Kind of like that type of fin.
Kind of like that type of fin. (Tim Tomkinson)

Fin, Surfboard

Kind of like that type of fin.

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A structural element, usually made of wood or fiberglass, attached to the bottom of a surfboard to aid maneuverability. Fins were first introduced in 1935 by Tom Blake, who fastened a speedboat keel to the tail of his board. The modification, which prevented the board from haphazardly sliding down a wave’s face, led to modern surfing as we know it.

Perhaps more than any other factor, it’s the number, angle, base width, and rake of a surfboard’s fins that determine how it rides. In the late 1940s, Bob Simmons stuck two parallel fins on the bottom of his board, creating a looser, more squirrelly ride. Three decades later, in 1981, Australian Simon Anderson assembled the first “thruster” setup by adding a third fin behind two forward fins, combining the best of single- and twin-fin approaches. Today it’s by far the most popular design.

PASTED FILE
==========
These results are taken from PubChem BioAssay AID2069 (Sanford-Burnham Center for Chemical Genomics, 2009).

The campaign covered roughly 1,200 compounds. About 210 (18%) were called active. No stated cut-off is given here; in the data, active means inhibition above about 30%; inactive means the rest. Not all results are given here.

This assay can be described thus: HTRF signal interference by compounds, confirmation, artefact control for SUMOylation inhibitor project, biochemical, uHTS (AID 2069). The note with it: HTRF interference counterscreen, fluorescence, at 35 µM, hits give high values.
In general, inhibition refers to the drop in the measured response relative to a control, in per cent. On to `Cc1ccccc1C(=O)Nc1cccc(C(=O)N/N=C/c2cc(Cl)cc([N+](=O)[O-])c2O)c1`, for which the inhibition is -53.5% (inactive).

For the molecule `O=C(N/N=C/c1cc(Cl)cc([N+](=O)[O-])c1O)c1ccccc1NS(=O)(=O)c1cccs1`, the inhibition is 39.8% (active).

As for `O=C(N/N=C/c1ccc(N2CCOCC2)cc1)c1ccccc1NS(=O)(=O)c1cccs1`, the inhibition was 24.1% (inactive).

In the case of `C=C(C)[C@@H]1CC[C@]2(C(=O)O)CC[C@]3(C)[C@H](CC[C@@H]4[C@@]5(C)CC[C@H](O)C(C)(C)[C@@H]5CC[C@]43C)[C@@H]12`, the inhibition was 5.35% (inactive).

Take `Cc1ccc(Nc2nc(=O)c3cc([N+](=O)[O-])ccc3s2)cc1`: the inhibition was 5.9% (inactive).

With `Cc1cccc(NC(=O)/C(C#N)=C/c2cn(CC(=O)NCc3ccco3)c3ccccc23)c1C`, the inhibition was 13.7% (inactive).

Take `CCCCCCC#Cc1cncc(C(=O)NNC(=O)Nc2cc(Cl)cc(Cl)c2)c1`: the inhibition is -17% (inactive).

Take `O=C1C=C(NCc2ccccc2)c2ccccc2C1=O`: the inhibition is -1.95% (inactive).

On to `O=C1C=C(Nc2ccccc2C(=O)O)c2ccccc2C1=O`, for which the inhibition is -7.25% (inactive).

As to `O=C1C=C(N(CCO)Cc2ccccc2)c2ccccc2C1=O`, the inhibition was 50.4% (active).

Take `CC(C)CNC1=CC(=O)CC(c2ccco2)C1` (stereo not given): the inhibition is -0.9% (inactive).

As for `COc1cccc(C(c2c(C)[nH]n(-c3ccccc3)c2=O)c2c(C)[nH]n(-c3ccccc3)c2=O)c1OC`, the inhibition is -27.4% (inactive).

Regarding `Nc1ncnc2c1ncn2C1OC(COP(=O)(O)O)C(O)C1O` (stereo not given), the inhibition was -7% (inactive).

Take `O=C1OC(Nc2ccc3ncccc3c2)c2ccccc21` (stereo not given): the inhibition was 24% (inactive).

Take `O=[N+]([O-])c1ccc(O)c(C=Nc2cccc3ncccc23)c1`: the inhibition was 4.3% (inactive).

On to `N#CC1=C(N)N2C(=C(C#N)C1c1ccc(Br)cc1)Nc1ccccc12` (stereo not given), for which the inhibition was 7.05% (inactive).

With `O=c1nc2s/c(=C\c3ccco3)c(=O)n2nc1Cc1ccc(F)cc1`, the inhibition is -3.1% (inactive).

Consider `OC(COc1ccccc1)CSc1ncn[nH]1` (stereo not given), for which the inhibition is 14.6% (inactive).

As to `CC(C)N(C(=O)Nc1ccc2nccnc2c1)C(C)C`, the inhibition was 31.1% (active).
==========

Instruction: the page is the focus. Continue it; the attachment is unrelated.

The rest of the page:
From Outside Magazine, August 2015
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Lead Photo: Tim Tomkinson